Monday, 25 June 2012
What Matters in Jane Austen?
I've been getting a bit restless lately. Keep looking at the MA in Eighteenth Century Studies on the Southampton University website even though it's too expensive, too far away, I work full-time and my daughters are about to enter sixth form. I would like to study again though and the Unknown Jane Austen module sounds very tempting. Daren't even mention it to my husband!
I very much enjoyed John Mullan's What Matters in Jane Austen - Twenty Crucial Puzzles Solved. The 'crucial puzzles' are answered in chapters on the significance of blushing, which characters speak and which remain silent, who dies in the course of the novels and the significance of the weather to name but a few.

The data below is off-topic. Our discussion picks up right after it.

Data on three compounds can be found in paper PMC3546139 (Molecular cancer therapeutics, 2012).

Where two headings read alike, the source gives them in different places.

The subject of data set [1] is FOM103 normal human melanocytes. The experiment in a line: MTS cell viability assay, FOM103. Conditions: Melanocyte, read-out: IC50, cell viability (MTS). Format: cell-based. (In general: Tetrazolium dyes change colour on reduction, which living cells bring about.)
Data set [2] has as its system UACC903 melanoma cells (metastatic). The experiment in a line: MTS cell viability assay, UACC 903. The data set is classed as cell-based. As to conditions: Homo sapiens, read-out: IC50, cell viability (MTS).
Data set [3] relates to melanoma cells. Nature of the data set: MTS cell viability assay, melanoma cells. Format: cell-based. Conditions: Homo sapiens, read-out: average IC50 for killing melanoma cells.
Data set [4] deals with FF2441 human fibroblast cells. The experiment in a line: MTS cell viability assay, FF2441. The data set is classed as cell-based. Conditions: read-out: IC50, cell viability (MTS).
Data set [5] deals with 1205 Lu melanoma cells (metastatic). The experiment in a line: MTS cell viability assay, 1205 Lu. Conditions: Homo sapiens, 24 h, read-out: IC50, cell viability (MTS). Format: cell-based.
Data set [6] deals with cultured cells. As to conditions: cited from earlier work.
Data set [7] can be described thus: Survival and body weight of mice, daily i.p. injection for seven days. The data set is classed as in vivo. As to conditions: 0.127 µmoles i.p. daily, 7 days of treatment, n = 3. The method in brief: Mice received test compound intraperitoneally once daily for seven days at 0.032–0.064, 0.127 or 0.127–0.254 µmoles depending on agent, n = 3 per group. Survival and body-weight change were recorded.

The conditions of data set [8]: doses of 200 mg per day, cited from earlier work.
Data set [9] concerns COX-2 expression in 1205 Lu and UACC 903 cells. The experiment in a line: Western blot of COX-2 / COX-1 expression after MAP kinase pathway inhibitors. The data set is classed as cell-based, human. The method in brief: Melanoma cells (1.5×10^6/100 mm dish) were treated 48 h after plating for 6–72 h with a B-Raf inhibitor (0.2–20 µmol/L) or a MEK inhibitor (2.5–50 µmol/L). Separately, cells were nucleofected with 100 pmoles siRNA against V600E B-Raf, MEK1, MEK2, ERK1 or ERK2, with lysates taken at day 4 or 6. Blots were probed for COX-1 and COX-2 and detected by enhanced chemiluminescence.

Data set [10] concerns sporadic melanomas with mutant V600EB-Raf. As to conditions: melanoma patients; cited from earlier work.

Mullan is excellent on Austen's technical genius, her pioneering of the 'free indirect style' of modern novels where the authorial voice takes on the characteristics of a character. He also provides lots of interesting facts that Austen fans will relish. For example, we learn that the importance of the weather in Emma prompted an earth scientist to make a meteorological study of it. In a chapter on blundering we learn that Mary Crawford, the self-styled psychologist of Mansfield Park, blunders again and again and ultimately loses the man she loves.
In a perceptive chapter on death he notes that very few characters die in the course of the novels but they are all overshadowed by it. I was particularly interested in the fact that Austen revealed to her family that the highly strung Jane Fairfax from Emma would enjoy 'nine or ten years marital felicity' with Frank Churchill before she died. Fascinating to consider that Austen's plans for her characters extended beyond the end of the novels.